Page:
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  • Helen Bent

Anyone for tennis? (30-06-22)

A Bible Reading: 1 Timothy 4. 8 – 15 Physical training is of some value, but godliness has value for all things, holding promise for both the present life and the life to come. This is a trustworthy saying that deserves full acceptance. That is why we labour and strive, because we have put our hope in the living God, who is the Savior of all people, and especially of those who believe. Command and teach these things. Don’t let anyone look down on you because you are young, but set an example for the believers in speech, in conduct, in love, in faith and in purity. Until I come, devote yourself to the public reading of Scripture, to preaching and to teaching. Do not neglect your gift, which was given you through prophecy when the body of elders laid their hands on you. Be diligent in these matters; give yourself wholly to them, so that everyone may see your progress.


A Thought On the whole, I am not very sporty, but I do enjoy playing tennis. I am not very good, despite from time to time having had a few tennis lessons. Part of the problem is that I don’t play often enough to see much real improvement. However, playing against David, I have learnt to cope with a powerful serve thundering towards me and on odd occasions I can play an equally mean forehand return down the line or a sneaky cross court, again way out to the side. This always gives me a feeling of immense pleasure, but my play is far from consistent and I am not really competitive enough to make enough effort to fight for every point.


We are now into Wimbledon fortnight, so along with many others I am keenly watching the progress of our British hopefuls. As I was reading the pre-Wimbledon bulletins about Emma Raducanu and Andy Murray and the various concerns about their levels of fitness, I was struck afresh by the commitment and personal cost of being a professional tennis player. Injury is an occupational hazard and I must say, I don’t find the idea of regular ice baths after long match particularly attractive.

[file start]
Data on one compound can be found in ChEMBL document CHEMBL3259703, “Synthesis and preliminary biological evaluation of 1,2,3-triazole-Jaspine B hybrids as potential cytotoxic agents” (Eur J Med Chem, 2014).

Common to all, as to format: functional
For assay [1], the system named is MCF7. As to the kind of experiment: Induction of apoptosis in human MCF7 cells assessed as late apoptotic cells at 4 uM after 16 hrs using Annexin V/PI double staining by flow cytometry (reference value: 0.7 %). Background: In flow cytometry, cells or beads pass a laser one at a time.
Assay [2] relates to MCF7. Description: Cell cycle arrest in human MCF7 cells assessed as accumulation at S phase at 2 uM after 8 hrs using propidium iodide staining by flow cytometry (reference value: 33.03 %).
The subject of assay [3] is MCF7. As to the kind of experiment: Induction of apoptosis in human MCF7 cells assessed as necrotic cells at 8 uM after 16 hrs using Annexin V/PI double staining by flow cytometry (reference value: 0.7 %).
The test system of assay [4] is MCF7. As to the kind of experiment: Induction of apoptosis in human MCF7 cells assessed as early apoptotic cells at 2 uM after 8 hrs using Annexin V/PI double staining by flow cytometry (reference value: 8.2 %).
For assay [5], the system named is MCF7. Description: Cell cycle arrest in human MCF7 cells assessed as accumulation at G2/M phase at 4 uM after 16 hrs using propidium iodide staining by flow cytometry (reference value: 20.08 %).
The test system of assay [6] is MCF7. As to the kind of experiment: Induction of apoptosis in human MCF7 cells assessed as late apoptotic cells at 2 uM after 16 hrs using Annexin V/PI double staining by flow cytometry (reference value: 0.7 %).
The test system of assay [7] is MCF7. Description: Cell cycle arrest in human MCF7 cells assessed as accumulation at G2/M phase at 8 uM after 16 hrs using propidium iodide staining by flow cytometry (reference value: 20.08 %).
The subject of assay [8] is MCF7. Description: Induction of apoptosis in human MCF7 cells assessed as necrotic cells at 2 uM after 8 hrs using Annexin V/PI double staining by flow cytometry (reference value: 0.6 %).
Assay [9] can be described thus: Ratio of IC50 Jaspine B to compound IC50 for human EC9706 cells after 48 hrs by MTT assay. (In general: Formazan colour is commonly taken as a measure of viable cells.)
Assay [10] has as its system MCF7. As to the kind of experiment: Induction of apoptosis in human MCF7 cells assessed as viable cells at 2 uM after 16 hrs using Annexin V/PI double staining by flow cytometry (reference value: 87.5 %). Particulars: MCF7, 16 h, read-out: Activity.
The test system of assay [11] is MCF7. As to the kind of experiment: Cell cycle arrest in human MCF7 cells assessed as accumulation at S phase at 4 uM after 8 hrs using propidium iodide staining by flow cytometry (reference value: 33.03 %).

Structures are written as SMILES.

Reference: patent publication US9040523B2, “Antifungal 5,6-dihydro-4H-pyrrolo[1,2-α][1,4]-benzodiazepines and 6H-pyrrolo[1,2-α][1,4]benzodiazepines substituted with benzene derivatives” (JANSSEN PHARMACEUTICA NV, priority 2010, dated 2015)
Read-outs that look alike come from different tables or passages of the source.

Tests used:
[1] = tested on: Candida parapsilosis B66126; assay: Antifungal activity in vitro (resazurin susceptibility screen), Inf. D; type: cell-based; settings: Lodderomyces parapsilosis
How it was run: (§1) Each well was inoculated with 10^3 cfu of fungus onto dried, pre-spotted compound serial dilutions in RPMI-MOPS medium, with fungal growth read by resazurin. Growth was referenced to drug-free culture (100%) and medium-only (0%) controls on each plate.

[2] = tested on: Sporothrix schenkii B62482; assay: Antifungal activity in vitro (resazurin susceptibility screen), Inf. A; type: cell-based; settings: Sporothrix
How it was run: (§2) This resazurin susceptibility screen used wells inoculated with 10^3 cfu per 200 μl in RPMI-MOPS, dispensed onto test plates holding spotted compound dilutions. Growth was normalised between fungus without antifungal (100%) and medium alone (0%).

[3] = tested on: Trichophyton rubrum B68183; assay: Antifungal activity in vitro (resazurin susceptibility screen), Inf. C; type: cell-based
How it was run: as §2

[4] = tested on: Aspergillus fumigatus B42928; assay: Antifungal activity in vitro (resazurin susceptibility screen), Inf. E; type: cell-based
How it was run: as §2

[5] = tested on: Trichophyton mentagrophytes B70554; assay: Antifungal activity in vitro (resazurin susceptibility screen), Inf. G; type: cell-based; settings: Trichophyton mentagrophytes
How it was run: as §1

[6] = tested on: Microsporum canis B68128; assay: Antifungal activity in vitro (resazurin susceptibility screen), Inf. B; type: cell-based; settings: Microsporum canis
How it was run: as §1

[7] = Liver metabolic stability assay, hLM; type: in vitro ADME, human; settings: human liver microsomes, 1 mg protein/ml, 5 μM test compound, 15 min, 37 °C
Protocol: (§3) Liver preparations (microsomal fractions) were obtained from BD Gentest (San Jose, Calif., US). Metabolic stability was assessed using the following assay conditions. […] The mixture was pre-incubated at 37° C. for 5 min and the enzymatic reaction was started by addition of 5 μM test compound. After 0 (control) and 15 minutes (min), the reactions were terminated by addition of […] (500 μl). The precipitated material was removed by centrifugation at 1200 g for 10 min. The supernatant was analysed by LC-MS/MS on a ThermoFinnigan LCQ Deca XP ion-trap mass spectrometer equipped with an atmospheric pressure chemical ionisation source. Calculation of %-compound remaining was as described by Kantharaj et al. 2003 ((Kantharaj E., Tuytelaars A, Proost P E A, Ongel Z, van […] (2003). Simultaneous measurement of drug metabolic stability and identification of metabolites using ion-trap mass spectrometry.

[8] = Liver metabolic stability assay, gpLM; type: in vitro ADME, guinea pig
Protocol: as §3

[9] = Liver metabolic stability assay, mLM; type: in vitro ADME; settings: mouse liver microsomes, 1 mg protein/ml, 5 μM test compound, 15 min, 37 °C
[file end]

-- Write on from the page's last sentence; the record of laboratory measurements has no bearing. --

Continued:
This in turn reminded me of the recommendations in 1 Timothy 4. Physical training is certainly of some value, but godliness has value for all things in this present life and in the life to come. This too comes at a cost and requires ongoing dedication and commitment from disciples of Jesus. The word disciple is derived from the same root as the word discipline, so it is not surprising that becoming a disciple takes time, effort and long-term commitment.


We grow in godliness when we devote ourselves to regular personal reading of Scripture and prayer, and when we regularly attend worship together with others. The Holy Spirit promises us gifts and fruit, which again develop and demonstrate godliness within us. I wonder what would happen if we pursued the fruit of the Spirit – love, joy, peace, patience, kindness, goodness, faithfulness, gentleness, and self-control – with the same discipline that we see in the tennis stars as they train for Wimbledon. If we were diligent in these matters, surely people would notice a significant difference in our personality and behaviour.


A Prayer Lord Jesus, may we grow in godliness day by day. Holy Spirit, help us and equip us, so that we set an example for others in speech, in conduct, in love, in faith and in purity.

Amen.

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